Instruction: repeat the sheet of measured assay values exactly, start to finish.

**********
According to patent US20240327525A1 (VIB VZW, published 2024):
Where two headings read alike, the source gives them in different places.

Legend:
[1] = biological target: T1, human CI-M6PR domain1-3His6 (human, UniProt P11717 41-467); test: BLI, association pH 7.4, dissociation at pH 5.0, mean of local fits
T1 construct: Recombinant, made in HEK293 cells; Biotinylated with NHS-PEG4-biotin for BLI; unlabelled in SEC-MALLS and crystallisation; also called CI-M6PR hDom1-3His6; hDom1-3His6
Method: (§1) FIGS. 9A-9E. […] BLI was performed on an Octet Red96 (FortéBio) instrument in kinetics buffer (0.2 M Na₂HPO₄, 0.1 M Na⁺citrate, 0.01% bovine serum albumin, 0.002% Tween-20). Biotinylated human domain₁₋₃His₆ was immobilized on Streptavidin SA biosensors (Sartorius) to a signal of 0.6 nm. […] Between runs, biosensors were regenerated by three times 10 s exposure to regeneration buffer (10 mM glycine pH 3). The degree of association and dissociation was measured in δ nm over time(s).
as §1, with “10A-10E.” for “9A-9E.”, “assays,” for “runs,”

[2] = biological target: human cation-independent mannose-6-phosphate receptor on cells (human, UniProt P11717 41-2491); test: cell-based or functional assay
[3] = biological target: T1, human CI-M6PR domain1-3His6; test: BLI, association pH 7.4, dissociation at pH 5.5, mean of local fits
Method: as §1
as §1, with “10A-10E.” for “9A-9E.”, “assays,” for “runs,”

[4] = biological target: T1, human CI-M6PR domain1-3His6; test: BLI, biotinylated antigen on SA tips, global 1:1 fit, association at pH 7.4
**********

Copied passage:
According to patent US20240327525A1 (VIB VZW, published 2024):
Where two headings read alike, the source gives them in different places.

Legend:
[1] = biological target: T1, human CI-M6PR domain1-3His6 (human, UniProt P11717 41-467); test: BLI, association pH 7.4, dissociation at pH 5.0, mean of local fits
T1 construct: Recombinant, made in HEK293 cells; Biotinylated with NHS-PEG4-biotin for BLI; unlabelled in SEC-MALLS and crystallisation; also called CI-M6PR hDom1-3His6; hDom1-3His6
Method: (§1) FIGS. 9A-9E. […] BLI was performed on an Octet Red96 (FortéBio) instrument in kinetics buffer (0.2 M Na₂HPO₄, 0.1 M Na⁺citrate, 0.01% bovine serum albumin, 0.002% Tween-20). Biotinylated human domain₁₋₃His₆ was immobilized on Streptavidin SA biosensors (Sartorius) to a signal of 0.6 nm. […] Between runs, biosensors were regenerated by three times 10 s exposure to regeneration buffer (10 mM glycine pH 3). The degree of association and dissociation was measured in δ nm over time(s).
as §1, with “10A-10E.” for “9A-9E.”, “assays,” for “runs,”

[2] = biological target: human cation-independent mannose-6-phosphate receptor on cells (human, UniProt P11717 41-2491); test: cell-based or functional assay
[3] = biological target: T1, human CI-M6PR domain1-3His6; test: BLI, association pH 7.4, dissociation at pH 5.5, mean of local fits
Method: as §1
as §1, with “10A-10E.” for “9A-9E.”, “assays,” for “runs,”

[4] = biological target: T1, human CI-M6PR domain1-3His6; test: BLI, biotinylated antigen on SA tips, global 1:1 fit, association at pH 7.4